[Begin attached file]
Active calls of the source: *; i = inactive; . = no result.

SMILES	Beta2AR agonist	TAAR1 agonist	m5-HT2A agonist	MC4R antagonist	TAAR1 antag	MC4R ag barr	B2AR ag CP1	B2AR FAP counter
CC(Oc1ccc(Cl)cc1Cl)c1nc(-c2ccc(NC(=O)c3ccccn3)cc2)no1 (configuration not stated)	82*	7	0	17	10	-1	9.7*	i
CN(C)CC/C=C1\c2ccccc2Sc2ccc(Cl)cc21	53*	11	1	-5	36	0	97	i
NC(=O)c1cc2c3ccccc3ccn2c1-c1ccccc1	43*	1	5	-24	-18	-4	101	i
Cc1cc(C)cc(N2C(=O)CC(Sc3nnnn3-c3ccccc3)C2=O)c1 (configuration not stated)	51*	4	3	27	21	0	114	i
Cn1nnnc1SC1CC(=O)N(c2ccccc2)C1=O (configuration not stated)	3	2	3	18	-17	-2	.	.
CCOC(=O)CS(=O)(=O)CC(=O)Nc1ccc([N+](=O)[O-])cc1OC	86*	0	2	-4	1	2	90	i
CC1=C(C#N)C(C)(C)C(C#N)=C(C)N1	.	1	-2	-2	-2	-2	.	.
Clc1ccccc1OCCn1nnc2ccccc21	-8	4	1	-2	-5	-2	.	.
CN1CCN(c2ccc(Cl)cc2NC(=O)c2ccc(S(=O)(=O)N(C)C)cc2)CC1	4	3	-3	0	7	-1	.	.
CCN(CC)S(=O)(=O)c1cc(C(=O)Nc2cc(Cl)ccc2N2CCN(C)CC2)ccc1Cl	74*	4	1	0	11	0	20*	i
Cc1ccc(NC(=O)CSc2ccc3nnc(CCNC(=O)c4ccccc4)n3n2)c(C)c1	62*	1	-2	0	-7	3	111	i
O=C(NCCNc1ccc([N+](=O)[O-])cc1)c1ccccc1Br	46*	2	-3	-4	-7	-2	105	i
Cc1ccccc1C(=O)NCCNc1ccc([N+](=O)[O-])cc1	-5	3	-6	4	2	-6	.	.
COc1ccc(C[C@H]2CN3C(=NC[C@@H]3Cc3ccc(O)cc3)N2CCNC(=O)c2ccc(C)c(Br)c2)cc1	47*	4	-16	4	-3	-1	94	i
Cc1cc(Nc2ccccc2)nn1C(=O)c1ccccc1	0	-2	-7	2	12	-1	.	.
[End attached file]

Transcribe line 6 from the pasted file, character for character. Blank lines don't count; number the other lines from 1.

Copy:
Cc1cc(C)cc(N2C(=O)CC(Sc3nnnn3-c3ccccc3)C2=O)c1 (configuration not stated)	51*	4	3	27	21	0	114	i